Finally, I want to spend a minute on what makes lawyers, and the law, so powerful. In an era where it is sometimes fashionable to bash lawyers and law school—we must not forget that the rule of law is a critical foundation for our country’s vibrant democracy and economic successes. Our legal system is essential to and greatly explains these achievements. None of you should take that for granted—just look at any number of countries around the world that lack a commitment to a stable legal system. You each will be a steward of that system.
But lawyers are not simply stewards of the law, we are also some of the most effective communicators, problem solvers, and leaders you will find anywhere—in government, business, academia, non-profit organizations, you name it. The accomplishments of lawyers, and the regard in which legal colleagues hold one another, reflects the lived experience that law school develops careful, hard-working, and thoughtful professionals. While in law school, you will notice how you develop greater analytical rigor, more confident communication skills, and a variety of important professional abilities. As a result, you will have a range of options down the road and the ability to make a real impact wherever you work or play or donate your time or otherwise relate to those around you.
In terms of how you can make an impact down the road, I would encourage you to take this time to write a note to yourself that highlights your ambitions and aspirations for what you can accomplish as a lawyer. For many of us, it is a challenge to dream big and remember those dreams, such as a desire to found a non-profit organization, serve in government, lead an in-house law department, or develop an innovative practice at a law firm. For others, the challenge is to make time for personal fulfillment, such as coaching a baseball team, climbing all of the fourteeners in Colorado, and/or volunteering regularly. For all of us, it is important to take time out to think about how we can make an impact and be purposeful—in ways both large and small—about making sure we live a well-balanced and meaningful life. Capturing these ideas and goals on paper now can serve to remind you of your values and aspirations at a time when you might be consumed by more day-to-day pressures.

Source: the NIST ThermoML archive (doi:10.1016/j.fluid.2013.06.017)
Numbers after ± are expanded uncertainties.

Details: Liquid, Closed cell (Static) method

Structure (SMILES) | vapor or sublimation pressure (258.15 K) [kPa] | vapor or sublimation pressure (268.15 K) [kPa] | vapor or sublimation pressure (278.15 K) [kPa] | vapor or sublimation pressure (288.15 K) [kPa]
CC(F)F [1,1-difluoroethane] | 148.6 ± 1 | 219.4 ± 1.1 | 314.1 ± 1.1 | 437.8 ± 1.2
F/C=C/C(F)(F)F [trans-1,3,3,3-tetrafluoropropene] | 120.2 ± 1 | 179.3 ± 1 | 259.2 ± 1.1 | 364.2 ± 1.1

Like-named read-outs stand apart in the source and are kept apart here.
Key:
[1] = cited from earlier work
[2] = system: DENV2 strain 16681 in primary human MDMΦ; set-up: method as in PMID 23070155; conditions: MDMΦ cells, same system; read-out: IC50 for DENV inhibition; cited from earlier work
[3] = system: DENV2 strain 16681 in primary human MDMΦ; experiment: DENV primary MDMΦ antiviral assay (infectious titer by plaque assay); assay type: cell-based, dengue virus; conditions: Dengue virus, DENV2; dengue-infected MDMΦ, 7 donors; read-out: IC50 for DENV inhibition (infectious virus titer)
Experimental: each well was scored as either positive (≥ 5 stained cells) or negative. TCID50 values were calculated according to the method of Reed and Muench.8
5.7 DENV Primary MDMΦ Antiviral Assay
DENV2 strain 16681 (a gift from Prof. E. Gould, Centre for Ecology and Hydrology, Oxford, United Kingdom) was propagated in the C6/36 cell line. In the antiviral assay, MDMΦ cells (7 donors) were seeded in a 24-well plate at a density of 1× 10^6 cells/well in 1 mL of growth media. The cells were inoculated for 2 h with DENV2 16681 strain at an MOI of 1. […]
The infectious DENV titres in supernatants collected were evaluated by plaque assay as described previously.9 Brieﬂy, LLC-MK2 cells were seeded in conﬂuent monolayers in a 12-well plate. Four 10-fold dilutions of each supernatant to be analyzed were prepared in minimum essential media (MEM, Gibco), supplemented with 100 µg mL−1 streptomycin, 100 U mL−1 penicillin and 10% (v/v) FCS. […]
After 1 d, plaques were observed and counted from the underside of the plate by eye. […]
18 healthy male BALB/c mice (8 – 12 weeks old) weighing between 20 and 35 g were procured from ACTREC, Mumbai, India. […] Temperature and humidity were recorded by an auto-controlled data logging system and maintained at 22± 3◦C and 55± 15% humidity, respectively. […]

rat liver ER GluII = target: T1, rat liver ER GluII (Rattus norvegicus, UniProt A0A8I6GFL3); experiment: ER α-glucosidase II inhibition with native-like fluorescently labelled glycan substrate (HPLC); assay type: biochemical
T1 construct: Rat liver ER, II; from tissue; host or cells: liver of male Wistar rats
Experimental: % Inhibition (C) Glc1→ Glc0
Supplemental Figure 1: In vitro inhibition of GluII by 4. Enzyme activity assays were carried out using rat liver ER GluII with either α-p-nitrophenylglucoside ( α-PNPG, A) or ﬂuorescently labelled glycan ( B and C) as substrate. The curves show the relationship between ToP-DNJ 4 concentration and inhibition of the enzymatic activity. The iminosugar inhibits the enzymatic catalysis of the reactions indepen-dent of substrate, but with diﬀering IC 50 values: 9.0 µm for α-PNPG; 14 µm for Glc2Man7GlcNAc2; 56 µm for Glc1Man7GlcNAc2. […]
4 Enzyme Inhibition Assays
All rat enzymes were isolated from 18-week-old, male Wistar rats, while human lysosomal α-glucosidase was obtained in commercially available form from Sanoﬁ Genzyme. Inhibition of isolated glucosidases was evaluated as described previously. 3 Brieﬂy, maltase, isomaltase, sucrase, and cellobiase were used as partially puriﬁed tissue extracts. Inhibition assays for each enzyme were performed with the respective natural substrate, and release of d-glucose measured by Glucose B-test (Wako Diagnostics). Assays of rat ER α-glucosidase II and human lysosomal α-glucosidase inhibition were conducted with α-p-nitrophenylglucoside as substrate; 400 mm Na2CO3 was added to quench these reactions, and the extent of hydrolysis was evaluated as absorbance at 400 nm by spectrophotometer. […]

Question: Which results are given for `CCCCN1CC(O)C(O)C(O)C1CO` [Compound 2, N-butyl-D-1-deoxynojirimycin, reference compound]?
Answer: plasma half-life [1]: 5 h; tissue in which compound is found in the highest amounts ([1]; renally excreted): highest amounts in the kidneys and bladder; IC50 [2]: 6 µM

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It is my great honor to welcome you here at Colorado Law. For all of you, the next three years will be an exciting, expanding, and fun experience. There will be challenges, to be sure, and the most important lesson I have learned as Dean is that those students willing to ask for help are much better for the experience. So please, whether it is to me, Dean Leary, Dean Rogers, your advisor, your legal writing professor, any other of the faculty or staff member at Colorado Law, or an alumni with whom you may cross paths, I encourage you, when you are unsure or struggling on any front, to ask for help. We are all in this together and the faculty and staff—many of whom you will meet tomorrow—are here for you.